Automobile marketing is pretty standard stuff, right? Newspaper ads, billboards, and the big, flashy exhibits at the auto shows — that about covers it. If you want to find out more, you go to a website or the dealership — right?
Toyota’s attempting to turn some of those conventions on there heads with the (literal) roll-out of its Highway to the Future: the Mobile Hybrid Experience tour. Begun in January at the San Jose International Auto Show, the tour consists of two rolling museums: 53-foot trailers that contain high-tech exhibits meant to bring hybrid technology to the masses. The feature exhibits of the Experience include:
- “Alternative Fuels: Fueling the Future” identifies the differences in various types of alternative fuels and how they are produced.
- “Environment and Resources: Small Steps, Big Difference” shows attendees what they can do to make a difference to the environment.
- “The Prius Driving Experience” simulates the current Hybrid Synergy Drive technology, allowing visitors to interact with the system while on-screen instructions offer driving tips.
- “Hybrid Technology: Not All Hybrids are Created Equal” gives visitors a better understanding of the various hybrid technology options on the market and how hybrids benefit the consumer and the environment.
Where’s the tour going? Auto shows, of course, but also to fairs, film festivals, and environmental gatherings — it’s also just making stops in various locations. All together, the Experience will make 150 different stops.
Is this marketing? Certainly. But it’s definitely a unique form of marketing for a car company. First, and most obvious, there’s a genuine educational effort here. Second, Toyota’s not only bringing its hybrid line-up to potential customers, but also using the tour to literally move into weaker markets: as LA’s Daily Breeze notes (sorry — looks like the actual article is unavailable on the site), Toyota pretty much owns the hybrid market in the US. The bulk of those sales, though, occur on the coasts. By taking the Prius, Camry and Highlander on the road, and into flyover country, the company can get people behind the wheel (or, at least, playing with an exhibit) and introduce them to these vehicles in a fun, non-threatening manner.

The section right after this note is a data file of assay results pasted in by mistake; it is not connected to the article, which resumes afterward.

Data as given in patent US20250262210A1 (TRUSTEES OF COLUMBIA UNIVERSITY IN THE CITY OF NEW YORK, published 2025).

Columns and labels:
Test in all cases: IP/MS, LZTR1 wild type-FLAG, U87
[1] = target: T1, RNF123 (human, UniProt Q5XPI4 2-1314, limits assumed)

Of course, the big question someone’s bound to ask: what’s the environmental impact of taking these trailers trucks on the road for 18 months? Probably sizable, but Toyota has attempted to offset that impact in several ways. First, they’ve partnered with the National Arbor Day Foundation, and will be planting over 50,000 trees in honor of Experience visitors — that should offset some of the carbon emissions. They’ve also partnered with 3form in building the Experience: ceiling tiles, wall coverings and flooring are all made from recycled and/or eco-friendly materials. This could ultimately be a moot point: if the Tour gets more people driving hybrids, that in itself could offset this effort’s carbon footprint in fairly short order. A definite “win-win…”
The Experience hasn’t made it to St. Louis yet, but the folks at Toyota have promised to keep me in the loop. Has anyone been? What did you think?